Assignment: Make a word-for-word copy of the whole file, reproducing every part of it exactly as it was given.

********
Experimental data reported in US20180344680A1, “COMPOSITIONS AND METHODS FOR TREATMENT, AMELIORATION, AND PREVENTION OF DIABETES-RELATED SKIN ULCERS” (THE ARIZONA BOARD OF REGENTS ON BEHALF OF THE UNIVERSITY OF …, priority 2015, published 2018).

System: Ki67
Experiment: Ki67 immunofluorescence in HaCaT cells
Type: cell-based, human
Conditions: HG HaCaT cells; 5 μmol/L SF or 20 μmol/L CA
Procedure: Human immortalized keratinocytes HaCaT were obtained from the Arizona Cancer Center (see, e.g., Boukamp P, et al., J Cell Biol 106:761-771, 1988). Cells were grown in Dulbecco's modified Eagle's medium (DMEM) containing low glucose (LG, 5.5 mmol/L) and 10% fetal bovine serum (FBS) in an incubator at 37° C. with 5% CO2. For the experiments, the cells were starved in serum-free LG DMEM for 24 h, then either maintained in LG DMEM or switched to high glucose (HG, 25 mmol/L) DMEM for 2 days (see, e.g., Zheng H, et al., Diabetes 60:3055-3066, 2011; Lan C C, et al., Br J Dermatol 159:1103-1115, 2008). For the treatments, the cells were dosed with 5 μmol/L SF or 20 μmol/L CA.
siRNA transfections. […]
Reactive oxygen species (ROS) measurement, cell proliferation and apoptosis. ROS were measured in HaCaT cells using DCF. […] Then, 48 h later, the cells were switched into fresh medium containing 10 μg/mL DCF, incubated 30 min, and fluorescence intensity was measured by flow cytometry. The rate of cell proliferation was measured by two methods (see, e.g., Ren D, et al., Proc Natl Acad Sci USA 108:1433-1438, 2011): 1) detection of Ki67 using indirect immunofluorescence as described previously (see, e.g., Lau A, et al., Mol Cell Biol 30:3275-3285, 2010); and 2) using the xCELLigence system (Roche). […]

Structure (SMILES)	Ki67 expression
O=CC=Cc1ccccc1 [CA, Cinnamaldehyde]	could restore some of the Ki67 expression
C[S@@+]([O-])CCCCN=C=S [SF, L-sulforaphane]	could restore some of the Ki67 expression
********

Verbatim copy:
Experimental data reported in US20180344680A1, “COMPOSITIONS AND METHODS FOR TREATMENT, AMELIORATION, AND PREVENTION OF DIABETES-RELATED SKIN ULCERS” (THE ARIZONA BOARD OF REGENTS ON BEHALF OF THE UNIVERSITY OF …, priority 2015, published 2018).

System: Ki67
Experiment: Ki67 immunofluorescence in HaCaT cells
Type: cell-based, human
Conditions: HG HaCaT cells; 5 μmol/L SF or 20 μmol/L CA
Procedure: Human immortalized keratinocytes HaCaT were obtained from the Arizona Cancer Center (see, e.g., Boukamp P, et al., J Cell Biol 106:761-771, 1988). Cells were grown in Dulbecco's modified Eagle's medium (DMEM) containing low glucose (LG, 5.5 mmol/L) and 10% fetal bovine serum (FBS) in an incubator at 37° C. with 5% CO2. For the experiments, the cells were starved in serum-free LG DMEM for 24 h, then either maintained in LG DMEM or switched to high glucose (HG, 25 mmol/L) DMEM for 2 days (see, e.g., Zheng H, et al., Diabetes 60:3055-3066, 2011; Lan C C, et al., Br J Dermatol 159:1103-1115, 2008). For the treatments, the cells were dosed with 5 μmol/L SF or 20 μmol/L CA.
siRNA transfections. […]
Reactive oxygen species (ROS) measurement, cell proliferation and apoptosis. ROS were measured in HaCaT cells using DCF. […] Then, 48 h later, the cells were switched into fresh medium containing 10 μg/mL DCF, incubated 30 min, and fluorescence intensity was measured by flow cytometry. The rate of cell proliferation was measured by two methods (see, e.g., Ren D, et al., Proc Natl Acad Sci USA 108:1433-1438, 2011): 1) detection of Ki67 using indirect immunofluorescence as described previously (see, e.g., Lau A, et al., Mol Cell Biol 30:3275-3285, 2010); and 2) using the xCELLigence system (Roche). […]

Structure (SMILES)	Ki67 expression
O=CC=Cc1ccccc1 [CA, Cinnamaldehyde]	could restore some of the Ki67 expression
C[S@@+]([O-])CCCCN=C=S [SF, L-sulforaphane]	could restore some of the Ki67 expression